Did my wonderfully ‘crazy’ wife get right diagnosis?

When I got together with my missus – we’re not married but that’s only a matter of getting her into the mood to agree to a date – I knew I’d found the perfect woman.

I was 28, overweight, stuck in an accountancy job, OK for money, very good with organisation, but as someone once said to me, “You’ve got no mojo”. Too damned true.

Then I met a whirlwind. It’s the only way I can describe her. She’s such a crazy lady, and against all odds, we’re still together after nine years and have two wonderful children. I absolutely adore her. She’s brought the unexpected into my life.

In the early days, I never knew what she’d do next – strip off, try to get off with my best mate, serve up half-cooked food, make a fool of herself at karaoke, but she was always my woman, and at the end of the day we were always in bed together, no matter if she’d done something mad or wild, or even upsetting, she was my dream.

So many times she’s asked me why I put up with her, and the answer is simple, I love her. I couldn’t live without the magic she brings to our lives. She can clean a house faster than a robot on speed. She can talk endlessly about nothing, and it’s always funny, and she’s a great mum, despite the fact that our eldest, a boy, now seven, has just been diagnosed with AD/HD.


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Our beautiful daughter is just like me, and just wants to play with her PlayStation, and eat chips and chocolate, and is on the edge of being overweight, as I was at her age. We have serious conversations while Rocket Mum, and Rocket Son just fly all over the place. I couldn’t be a happier dad or partner. My life is perfect, and I’ve even lost a few stones, running after the little rocket and his mum.

So what’s just happened? That’s what I’m writing about. My lovely lady noticed a similarity between our son and herself, and saw the GP, who referred her to a consultant, who has diagnosed her with AD/HD, too. Funny, I thought this was only something that kids have. Apparently not.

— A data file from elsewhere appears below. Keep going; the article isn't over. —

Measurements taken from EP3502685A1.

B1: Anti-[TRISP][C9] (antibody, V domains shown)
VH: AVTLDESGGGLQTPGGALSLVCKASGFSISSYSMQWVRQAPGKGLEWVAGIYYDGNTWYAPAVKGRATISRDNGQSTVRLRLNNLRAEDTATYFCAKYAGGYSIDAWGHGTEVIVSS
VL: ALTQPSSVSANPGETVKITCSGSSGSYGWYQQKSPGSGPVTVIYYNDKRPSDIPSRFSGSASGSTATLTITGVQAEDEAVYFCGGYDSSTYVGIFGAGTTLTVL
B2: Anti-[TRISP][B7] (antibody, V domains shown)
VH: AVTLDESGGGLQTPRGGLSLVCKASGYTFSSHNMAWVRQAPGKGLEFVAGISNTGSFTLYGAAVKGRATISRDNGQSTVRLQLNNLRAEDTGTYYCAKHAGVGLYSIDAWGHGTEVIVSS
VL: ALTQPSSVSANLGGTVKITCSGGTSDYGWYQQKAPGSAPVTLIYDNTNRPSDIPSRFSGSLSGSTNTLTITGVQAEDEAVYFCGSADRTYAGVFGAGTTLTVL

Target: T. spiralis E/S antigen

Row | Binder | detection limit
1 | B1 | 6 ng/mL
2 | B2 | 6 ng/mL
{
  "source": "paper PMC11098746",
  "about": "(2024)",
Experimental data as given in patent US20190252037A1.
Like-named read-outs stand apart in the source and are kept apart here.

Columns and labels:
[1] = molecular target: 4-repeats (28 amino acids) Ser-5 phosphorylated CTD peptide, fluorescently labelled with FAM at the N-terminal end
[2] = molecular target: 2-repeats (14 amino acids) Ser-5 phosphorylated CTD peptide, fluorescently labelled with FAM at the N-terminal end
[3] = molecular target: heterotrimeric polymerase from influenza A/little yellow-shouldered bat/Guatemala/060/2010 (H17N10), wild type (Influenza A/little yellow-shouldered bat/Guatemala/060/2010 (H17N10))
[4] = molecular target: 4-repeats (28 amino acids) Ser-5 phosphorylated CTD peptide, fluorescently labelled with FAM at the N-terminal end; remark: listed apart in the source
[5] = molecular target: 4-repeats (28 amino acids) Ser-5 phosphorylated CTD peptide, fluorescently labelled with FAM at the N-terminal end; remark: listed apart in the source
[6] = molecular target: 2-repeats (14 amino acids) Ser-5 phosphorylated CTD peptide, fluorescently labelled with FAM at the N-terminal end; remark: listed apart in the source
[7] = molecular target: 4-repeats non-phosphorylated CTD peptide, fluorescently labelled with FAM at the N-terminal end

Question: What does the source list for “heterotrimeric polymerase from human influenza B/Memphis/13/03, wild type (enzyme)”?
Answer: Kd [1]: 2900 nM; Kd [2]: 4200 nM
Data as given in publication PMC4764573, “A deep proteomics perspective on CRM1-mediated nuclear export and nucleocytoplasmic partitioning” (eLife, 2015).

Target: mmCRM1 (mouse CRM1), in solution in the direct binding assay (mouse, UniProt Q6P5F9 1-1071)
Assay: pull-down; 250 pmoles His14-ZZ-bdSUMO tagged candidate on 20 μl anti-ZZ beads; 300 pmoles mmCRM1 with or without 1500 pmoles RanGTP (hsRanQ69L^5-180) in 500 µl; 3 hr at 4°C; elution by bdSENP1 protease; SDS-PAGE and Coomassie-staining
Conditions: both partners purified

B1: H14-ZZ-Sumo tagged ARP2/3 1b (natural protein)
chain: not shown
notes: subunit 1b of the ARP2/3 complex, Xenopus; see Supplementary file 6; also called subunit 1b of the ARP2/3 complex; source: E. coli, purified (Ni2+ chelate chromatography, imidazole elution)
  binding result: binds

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She’s now on medication, and it’s been adjusted so that she’s still herself, but can actually remember when to buy food, when to clean the house (not at 2am!!) how to hold down a job and how not to cause a major traffic accident. She says she’s never been happier. I was always happy! But I’d like to know if adults can be AD/HD?

Everyone I talk to says it’s just a naughty kid thing, and there has to be some other reason for her craziness,

Barbara says: Let me reassure you. AD/HD is something most children grow out of. But some don’t. So they go on to become AD/HD adults, and thank goodness they do, as many of the celebs and stars we look up to may have those characteristics. They do mad things. They’re larger than life. They entertain us. They make us laugh. And AD/HD is really inheritable. So an AD/HD parent, whether male or female, could have an AD/HD child.

I’m so happy that you’ve found that your partner’s “craziness” is acceptable to you. It’s also acceptable to most of us. And it’s acceptable to her, now she’s found some balanced medication. AD/HD is just a problem with a certain chemical, dopamine, moving around the brain. That chemical is a brake which tells us when not to do stuff. The medication will help just chill her down a little.

As for your son, it’s a bit more difficult in kids, as everyone thinks they’re just bad and undisciplined. It’s not true, is it?

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